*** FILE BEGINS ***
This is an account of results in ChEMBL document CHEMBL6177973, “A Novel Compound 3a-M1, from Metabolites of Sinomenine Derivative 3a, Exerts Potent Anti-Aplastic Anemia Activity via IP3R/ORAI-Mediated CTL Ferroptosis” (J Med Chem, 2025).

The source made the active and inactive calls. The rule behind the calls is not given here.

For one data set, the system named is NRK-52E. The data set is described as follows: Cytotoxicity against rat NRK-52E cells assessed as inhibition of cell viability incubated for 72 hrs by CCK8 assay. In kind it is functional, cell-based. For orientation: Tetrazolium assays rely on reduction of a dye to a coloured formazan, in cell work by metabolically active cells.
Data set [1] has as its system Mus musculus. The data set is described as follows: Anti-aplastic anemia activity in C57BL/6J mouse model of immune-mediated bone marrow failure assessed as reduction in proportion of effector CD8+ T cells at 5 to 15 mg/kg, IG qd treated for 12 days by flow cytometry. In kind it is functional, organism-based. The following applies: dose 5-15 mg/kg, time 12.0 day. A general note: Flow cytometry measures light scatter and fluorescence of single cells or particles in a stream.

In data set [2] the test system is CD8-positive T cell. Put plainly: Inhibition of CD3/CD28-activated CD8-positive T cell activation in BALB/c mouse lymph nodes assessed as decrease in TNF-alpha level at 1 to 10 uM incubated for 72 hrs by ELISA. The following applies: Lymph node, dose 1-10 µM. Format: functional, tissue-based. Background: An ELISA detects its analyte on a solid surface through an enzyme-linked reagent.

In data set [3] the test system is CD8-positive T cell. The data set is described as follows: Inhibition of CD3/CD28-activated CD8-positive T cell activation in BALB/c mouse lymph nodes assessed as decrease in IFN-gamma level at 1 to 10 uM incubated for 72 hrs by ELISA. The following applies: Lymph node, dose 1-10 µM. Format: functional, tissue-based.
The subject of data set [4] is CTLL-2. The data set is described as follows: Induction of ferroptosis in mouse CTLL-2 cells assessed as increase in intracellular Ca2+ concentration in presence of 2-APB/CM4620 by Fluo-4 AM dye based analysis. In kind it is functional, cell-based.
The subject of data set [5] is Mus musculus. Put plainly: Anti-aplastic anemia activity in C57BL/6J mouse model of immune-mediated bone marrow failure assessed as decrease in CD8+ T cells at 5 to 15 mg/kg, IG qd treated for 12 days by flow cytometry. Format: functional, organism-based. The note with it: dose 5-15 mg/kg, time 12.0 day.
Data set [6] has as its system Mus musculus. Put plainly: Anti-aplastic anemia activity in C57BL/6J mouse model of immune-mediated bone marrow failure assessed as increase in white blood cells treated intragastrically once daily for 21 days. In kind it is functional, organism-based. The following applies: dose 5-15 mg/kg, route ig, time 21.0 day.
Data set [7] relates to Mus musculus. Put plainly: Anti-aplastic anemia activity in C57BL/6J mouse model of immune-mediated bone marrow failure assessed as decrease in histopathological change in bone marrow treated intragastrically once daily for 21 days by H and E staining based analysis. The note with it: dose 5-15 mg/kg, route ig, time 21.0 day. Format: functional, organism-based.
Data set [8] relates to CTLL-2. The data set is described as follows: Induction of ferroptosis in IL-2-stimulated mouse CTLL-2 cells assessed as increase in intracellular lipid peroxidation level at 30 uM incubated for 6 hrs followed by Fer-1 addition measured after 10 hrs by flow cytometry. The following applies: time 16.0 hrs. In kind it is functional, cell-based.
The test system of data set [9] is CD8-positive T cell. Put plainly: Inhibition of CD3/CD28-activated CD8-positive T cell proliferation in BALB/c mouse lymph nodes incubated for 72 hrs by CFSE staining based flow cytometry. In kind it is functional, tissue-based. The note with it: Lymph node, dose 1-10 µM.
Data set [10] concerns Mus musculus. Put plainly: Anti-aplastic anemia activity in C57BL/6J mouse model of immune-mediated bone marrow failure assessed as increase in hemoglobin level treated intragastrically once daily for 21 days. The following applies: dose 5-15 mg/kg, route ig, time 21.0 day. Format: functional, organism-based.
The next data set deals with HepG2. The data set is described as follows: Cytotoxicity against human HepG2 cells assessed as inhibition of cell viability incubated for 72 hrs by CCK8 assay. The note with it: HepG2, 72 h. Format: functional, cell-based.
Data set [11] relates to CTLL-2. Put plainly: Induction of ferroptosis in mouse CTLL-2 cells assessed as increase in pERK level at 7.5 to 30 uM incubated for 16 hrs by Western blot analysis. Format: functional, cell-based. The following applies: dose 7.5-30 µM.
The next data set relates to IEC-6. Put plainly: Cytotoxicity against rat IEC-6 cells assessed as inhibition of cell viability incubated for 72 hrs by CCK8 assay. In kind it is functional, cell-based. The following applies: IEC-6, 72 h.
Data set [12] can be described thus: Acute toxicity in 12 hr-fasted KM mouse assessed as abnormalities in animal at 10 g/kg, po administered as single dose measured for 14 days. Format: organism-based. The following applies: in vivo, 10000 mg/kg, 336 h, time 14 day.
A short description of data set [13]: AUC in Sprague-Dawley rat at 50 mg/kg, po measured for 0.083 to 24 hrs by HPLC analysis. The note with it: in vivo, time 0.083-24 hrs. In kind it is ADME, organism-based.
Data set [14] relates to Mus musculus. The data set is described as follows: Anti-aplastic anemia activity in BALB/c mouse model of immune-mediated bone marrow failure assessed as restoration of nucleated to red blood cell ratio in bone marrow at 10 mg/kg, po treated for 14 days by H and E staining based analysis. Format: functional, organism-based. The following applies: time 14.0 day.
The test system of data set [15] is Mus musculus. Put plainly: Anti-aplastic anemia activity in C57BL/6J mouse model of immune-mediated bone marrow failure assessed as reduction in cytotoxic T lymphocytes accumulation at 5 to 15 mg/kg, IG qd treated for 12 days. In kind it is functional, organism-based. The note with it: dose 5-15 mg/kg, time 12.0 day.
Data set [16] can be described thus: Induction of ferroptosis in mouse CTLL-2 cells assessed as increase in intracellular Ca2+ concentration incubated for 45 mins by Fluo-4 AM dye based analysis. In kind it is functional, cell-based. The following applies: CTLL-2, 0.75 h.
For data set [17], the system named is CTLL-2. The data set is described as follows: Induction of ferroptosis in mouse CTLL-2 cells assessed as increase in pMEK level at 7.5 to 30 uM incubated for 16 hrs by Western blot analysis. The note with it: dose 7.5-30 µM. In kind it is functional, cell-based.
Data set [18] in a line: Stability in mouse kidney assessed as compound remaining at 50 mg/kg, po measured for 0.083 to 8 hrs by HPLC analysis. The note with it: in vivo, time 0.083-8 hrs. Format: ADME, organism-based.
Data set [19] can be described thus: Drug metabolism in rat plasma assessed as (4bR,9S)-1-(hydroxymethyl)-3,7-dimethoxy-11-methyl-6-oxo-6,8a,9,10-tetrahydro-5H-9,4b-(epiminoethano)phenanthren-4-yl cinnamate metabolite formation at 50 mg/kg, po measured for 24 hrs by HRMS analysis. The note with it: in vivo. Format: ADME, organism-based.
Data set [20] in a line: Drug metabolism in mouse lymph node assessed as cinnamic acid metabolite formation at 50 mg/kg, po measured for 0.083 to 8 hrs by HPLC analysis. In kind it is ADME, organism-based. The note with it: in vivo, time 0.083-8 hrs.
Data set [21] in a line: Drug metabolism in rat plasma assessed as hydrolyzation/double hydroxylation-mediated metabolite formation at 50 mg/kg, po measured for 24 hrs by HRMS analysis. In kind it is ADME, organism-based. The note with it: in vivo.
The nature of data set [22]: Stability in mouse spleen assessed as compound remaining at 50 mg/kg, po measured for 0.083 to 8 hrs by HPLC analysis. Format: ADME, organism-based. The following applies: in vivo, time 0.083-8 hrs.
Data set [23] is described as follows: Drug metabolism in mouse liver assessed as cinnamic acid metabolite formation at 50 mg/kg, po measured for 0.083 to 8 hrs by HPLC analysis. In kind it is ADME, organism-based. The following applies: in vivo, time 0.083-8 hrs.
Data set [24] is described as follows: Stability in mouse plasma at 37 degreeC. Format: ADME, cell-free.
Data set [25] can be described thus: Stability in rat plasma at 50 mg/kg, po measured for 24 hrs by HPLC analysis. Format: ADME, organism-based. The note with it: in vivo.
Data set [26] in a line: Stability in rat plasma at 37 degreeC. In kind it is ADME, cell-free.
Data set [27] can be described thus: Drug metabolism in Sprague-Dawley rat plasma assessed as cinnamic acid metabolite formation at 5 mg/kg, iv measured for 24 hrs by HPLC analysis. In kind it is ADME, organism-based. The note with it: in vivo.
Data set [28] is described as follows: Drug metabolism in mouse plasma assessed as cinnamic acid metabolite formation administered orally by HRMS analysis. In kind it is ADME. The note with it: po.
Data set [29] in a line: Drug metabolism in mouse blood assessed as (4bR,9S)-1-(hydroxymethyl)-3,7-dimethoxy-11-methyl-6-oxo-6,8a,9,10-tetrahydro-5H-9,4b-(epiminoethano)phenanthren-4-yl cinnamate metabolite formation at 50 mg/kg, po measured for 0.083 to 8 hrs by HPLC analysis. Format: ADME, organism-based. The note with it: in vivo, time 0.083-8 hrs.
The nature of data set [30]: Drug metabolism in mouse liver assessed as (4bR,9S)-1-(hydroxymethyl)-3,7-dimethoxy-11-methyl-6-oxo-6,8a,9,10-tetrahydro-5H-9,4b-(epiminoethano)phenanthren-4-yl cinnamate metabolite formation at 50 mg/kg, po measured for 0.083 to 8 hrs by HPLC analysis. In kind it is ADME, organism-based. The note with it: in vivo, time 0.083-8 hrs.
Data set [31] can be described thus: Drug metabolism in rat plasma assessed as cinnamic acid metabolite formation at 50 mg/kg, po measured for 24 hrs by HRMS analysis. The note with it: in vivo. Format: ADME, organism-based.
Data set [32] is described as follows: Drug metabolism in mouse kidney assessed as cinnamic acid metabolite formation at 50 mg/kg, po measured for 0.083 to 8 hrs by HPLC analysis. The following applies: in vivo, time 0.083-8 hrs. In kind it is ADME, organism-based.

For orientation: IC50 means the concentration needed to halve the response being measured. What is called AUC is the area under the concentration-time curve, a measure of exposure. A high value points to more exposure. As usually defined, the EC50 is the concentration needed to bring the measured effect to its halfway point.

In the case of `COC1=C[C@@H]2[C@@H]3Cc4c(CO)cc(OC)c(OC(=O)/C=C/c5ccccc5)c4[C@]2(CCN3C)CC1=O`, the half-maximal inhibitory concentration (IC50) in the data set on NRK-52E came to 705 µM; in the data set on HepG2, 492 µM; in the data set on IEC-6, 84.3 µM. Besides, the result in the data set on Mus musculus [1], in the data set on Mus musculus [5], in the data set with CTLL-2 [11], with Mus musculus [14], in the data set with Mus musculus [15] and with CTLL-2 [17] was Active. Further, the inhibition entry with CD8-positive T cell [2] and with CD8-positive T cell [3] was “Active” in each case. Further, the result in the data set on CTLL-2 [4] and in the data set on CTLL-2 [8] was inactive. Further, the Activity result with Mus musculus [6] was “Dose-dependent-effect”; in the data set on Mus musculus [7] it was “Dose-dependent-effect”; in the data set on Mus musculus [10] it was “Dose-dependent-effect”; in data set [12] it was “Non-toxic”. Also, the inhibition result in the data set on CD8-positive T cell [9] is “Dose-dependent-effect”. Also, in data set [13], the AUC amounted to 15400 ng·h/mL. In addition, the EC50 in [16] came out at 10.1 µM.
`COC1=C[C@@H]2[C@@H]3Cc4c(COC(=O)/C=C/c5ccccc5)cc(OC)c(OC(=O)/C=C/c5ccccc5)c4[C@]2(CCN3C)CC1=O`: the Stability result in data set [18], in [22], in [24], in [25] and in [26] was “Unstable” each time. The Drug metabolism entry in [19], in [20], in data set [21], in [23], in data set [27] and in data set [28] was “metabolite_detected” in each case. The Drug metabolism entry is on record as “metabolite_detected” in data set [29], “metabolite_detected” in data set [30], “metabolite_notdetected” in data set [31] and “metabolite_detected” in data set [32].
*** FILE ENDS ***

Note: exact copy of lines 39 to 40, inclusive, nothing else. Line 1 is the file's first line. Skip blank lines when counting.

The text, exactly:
In the case of `COC1=C[C@@H]2[C@@H]3Cc4c(CO)cc(OC)c(OC(=O)/C=C/c5ccccc5)c4[C@]2(CCN3C)CC1=O`, the half-maximal inhibitory concentration (IC50) in the data set on NRK-52E came to 705 µM; in the data set on HepG2, 492 µM; in the data set on IEC-6, 84.3 µM. Besides, the result in the data set on Mus musculus [1], in the data set on Mus musculus [5], in the data set with CTLL-2 [11], with Mus musculus [14], in the data set with Mus musculus [15] and with CTLL-2 [17] was Active. Further, the inhibition entry with CD8-positive T cell [2] and with CD8-positive T cell [3] was “Active” in each case. Further, the result in the data set on CTLL-2 [4] and in the data set on CTLL-2 [8] was inactive. Further, the Activity result with Mus musculus [6] was “Dose-dependent-effect”; in the data set on Mus musculus [7] it was “Dose-dependent-effect”; in the data set on Mus musculus [10] it was “Dose-dependent-effect”; in data set [12] it was “Non-toxic”. Also, the inhibition result in the data set on CD8-positive T cell [9] is “Dose-dependent-effect”. Also, in data set [13], the AUC amounted to 15400 ng·h/mL. In addition, the EC50 in [16] came out at 10.1 µM.
`COC1=C[C@@H]2[C@@H]3Cc4c(COC(=O)/C=C/c5ccccc5)cc(OC)c(OC(=O)/C=C/c5ccccc5)c4[C@]2(CCN3C)CC1=O`: the Stability result in data set [18], in [22], in [24], in [25] and in [26] was “Unstable” each time. The Drug metabolism entry in [19], in [20], in data set [21], in [23], in data set [27] and in data set [28] was “metabolite_detected” in each case. The Drug metabolism entry is on record as “metabolite_detected” in data set [29], “metabolite_detected” in data set [30], “metabolite_notdetected” in data set [31] and “metabolite_detected” in data set [32].